PFF's Dream Team: Best players at every position
With only two more full weeks to go in the college football season, time is running out to make a move and achieve PFF Dream Team status. Luckily, there is an intense slate of games scheduled for these last two weekends of November, so players can state their case on the biggest stage. That’s exactly what happened at the quarterback position this week, as a new name takes charge—but the battle is very close at the top.
Here’s a look at how the rest of the team shakes out after 11 weeks of action.
Baker Mayfield, Oklahoma, +44.0
A Heisman-like performance against Baylor has vaulted Mayfield to the top of the quarterback rankings, as he graded at +8.5 last Saturday night. He’s done a nice job of taking care of the ball this season, with his five interceptions a true indicator of his performance (10th-lowest percentage of turnover-worthy plays in the nation). Mayfield’s accuracy percentage of 77.7 percent ranks eighth in the country, and he’s added 300 yards as a scrambler. He has a chance to make a Heisman run over the next two weeks.
Christian McCaffrey, Stanford, +32.4
Our top-graded receiving running back at +10.0, McCaffrey has Heisman hopes of his own as perhaps the nation’s most well-rounded playmaker. As a runner, his +22.6 grade ranks fourth, as he’s picked up 1,354 yards and seven touchdowns. Add in his +9.0 return grade on special teams, and McCaffrey is one of the biggest reasons for Stanford’s success this season.
Leonard Fournette, LSU, +32.2
Even with back-to-back off weeks by his standards, Fournette’s +30.8 rushing grade still leads the way. He’s tied with Oregon RB Royce Freeman with the most missed tackles forced among Power-5 teams, with 63, and his elusive rating of 122.4 ranks sixth in the nation. His Heisman hopes may be slipping, but he’s still been the best runner this season.
Ezekiel Elliott, Ohio State, +31.4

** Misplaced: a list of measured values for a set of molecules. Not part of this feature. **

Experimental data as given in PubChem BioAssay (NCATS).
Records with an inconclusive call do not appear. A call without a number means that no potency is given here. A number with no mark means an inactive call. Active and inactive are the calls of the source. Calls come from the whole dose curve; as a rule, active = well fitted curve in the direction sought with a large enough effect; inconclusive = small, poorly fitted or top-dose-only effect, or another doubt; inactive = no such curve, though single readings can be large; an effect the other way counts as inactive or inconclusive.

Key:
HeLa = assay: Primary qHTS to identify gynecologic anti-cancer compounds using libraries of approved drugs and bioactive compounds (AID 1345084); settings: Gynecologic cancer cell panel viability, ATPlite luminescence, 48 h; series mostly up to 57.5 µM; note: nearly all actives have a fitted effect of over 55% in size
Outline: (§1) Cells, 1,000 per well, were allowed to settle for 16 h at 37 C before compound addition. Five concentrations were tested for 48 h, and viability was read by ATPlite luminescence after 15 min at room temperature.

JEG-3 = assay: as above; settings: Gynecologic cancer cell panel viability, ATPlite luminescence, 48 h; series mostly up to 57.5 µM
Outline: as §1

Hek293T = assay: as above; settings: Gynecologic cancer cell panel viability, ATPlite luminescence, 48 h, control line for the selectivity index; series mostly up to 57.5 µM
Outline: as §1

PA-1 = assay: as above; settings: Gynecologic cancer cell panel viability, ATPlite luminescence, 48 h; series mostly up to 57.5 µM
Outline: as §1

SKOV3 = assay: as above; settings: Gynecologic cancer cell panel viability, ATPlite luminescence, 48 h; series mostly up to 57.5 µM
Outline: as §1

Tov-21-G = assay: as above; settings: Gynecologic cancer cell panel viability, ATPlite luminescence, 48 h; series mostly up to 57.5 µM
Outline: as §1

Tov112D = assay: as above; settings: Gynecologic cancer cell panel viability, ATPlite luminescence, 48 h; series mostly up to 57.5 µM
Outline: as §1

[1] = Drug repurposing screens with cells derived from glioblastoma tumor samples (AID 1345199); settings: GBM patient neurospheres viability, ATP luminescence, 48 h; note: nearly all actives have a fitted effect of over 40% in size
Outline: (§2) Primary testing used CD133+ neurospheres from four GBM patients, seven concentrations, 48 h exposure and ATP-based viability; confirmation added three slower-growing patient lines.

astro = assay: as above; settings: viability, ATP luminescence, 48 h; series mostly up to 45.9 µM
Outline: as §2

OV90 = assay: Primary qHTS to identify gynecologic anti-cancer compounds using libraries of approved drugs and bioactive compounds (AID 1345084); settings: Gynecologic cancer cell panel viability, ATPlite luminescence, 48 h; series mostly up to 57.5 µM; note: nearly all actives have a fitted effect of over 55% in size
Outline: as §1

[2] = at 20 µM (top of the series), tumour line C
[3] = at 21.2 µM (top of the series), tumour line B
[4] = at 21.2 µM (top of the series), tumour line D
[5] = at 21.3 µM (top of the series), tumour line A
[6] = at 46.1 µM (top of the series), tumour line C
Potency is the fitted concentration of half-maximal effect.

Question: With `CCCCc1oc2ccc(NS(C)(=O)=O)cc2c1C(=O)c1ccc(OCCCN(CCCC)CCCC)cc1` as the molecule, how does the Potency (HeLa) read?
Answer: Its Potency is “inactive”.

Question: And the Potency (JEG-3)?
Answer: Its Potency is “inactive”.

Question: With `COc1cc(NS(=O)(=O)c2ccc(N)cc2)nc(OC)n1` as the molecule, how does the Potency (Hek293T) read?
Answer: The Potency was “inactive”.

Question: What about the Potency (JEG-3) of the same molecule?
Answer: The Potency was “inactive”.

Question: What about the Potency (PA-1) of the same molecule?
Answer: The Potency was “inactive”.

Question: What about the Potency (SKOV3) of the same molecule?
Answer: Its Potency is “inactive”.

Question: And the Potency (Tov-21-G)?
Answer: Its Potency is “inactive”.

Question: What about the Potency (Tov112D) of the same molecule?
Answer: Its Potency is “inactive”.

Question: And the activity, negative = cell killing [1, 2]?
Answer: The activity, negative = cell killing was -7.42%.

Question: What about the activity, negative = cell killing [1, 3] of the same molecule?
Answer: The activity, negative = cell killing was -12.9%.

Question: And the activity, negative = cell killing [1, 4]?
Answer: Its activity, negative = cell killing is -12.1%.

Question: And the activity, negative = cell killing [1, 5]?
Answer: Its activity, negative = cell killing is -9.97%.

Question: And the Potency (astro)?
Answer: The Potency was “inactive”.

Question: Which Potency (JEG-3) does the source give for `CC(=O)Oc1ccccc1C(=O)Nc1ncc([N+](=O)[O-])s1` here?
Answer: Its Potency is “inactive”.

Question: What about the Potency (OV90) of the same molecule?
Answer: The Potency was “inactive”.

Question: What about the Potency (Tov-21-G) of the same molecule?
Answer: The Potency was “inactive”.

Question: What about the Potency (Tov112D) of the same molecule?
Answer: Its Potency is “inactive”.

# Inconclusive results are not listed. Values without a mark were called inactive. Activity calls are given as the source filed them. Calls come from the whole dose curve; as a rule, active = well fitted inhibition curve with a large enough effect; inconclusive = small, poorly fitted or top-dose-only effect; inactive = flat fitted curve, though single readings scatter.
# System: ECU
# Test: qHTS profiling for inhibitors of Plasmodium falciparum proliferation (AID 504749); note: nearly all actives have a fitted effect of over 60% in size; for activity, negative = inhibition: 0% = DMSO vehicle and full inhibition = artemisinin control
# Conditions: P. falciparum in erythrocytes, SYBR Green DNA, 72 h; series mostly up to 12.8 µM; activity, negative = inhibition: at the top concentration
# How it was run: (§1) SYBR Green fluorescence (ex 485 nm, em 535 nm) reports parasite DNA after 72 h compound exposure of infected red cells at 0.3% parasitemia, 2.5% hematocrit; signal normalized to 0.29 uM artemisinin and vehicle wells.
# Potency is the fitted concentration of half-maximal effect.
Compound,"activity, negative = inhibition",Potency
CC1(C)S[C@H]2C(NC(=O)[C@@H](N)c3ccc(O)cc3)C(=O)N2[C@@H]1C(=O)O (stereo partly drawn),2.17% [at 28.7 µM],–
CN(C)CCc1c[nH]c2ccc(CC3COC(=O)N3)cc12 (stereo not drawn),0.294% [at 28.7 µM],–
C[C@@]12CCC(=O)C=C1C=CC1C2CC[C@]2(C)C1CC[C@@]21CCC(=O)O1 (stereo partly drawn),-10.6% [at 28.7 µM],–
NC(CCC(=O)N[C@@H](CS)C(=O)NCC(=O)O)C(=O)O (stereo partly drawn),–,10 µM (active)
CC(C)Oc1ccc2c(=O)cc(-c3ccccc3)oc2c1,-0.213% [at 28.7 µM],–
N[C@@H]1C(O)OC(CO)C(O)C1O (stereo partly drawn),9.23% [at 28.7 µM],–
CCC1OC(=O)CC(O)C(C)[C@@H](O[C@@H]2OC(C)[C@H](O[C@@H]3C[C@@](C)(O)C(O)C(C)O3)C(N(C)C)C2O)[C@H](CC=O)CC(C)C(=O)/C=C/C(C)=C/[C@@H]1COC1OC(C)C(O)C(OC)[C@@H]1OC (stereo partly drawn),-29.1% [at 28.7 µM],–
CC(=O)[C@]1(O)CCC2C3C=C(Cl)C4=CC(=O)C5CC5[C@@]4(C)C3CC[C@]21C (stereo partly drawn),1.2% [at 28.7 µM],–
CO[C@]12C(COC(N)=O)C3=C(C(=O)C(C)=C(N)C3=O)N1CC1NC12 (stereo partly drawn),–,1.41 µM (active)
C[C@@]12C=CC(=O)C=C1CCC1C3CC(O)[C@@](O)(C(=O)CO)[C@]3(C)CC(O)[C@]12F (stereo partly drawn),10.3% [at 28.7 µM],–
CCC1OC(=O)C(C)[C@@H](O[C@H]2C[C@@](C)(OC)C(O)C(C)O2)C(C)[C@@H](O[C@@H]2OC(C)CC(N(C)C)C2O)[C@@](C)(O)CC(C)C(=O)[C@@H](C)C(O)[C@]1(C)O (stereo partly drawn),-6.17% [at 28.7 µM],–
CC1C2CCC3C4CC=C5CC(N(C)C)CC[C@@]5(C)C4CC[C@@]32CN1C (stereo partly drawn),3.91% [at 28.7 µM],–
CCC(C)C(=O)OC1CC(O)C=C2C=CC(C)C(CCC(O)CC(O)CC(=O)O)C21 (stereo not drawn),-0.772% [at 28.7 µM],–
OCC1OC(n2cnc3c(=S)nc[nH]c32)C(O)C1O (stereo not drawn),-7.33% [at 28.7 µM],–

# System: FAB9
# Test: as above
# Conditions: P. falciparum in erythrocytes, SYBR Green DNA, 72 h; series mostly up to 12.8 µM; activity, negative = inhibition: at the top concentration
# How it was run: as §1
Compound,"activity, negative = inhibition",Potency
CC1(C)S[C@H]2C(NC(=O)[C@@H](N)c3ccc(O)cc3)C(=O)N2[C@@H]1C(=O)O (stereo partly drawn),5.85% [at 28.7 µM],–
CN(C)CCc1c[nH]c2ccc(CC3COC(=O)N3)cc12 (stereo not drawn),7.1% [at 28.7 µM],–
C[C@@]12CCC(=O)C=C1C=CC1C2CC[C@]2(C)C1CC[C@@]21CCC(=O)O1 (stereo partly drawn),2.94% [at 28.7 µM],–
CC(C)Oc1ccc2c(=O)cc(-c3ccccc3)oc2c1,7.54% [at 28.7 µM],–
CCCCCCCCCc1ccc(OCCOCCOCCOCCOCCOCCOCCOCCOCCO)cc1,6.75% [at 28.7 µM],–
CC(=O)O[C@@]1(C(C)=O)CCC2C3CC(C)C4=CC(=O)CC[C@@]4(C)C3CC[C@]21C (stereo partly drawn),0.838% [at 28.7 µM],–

With Ohio State’s biggest games coming up, Elliott has his chance to sneak back into the Heisman race. He’s been extremely consistent this year, posting positive grades in all but one game and leading the nation with a +10.4 grade as a blocker. Add in his +18.0 run grade that ranks ninth, and a +3.4 receiving grade, and Elliott brings a lot to the table for the Buckeyes’ offense.
Josh Doctson, TCU, +26.3 receiving
Playing only 43 of 95 snaps against Kansas, Doctson added one catch to his resume, but it looks like his season is over due to injury. He’s currently the top receiver at +26.3, and ranks third in the nation with 553 yards coming from deep passes. Doctson’s 3.94 yards per route come in third at in the country, as he’s able to make plays at all levels of the field, and even when the ball is not thrown accurately. TCU will miss his playmaking.
Corey Coleman, Baylor, +21.4 receiving
Oklahoma’s defense did a nice job of containing Coleman, limiting him to three catches for 51 yards and keeping him out of the end zone for the first time this season. It doesn’t take away from Coleman’s special season that has seen him score 20 touchdowns while averaging an absurd 4.72 yards per route.
Sterling Shepard, Oklahoma, +22.8 receiving